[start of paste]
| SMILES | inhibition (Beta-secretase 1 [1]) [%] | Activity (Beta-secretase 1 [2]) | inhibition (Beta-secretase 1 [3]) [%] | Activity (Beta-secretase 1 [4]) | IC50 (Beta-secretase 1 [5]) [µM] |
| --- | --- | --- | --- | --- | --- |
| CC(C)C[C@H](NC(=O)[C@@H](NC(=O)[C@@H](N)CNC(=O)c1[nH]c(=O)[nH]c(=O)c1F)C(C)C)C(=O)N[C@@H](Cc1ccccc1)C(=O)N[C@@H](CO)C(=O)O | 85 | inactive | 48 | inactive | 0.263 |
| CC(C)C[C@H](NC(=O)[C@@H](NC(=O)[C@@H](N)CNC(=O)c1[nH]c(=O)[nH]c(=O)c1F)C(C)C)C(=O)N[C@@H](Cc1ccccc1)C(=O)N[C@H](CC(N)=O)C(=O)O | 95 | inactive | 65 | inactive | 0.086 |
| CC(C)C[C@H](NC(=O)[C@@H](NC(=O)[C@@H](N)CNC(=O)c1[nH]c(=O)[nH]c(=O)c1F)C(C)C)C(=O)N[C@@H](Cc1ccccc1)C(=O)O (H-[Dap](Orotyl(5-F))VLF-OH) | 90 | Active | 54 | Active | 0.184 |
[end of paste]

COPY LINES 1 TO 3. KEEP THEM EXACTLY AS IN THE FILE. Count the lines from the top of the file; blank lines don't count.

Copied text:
| SMILES | inhibition (Beta-secretase 1 [1]) [%] | Activity (Beta-secretase 1 [2]) | inhibition (Beta-secretase 1 [3]) [%] | Activity (Beta-secretase 1 [4]) | IC50 (Beta-secretase 1 [5]) [µM] |
| --- | --- | --- | --- | --- | --- |
| CC(C)C[C@H](NC(=O)[C@@H](NC(=O)[C@@H](N)CNC(=O)c1[nH]c(=O)[nH]c(=O)c1F)C(C)C)C(=O)N[C@@H](Cc1ccccc1)C(=O)N[C@@H](CO)C(=O)O | 85 | inactive | 48 | inactive | 0.263 |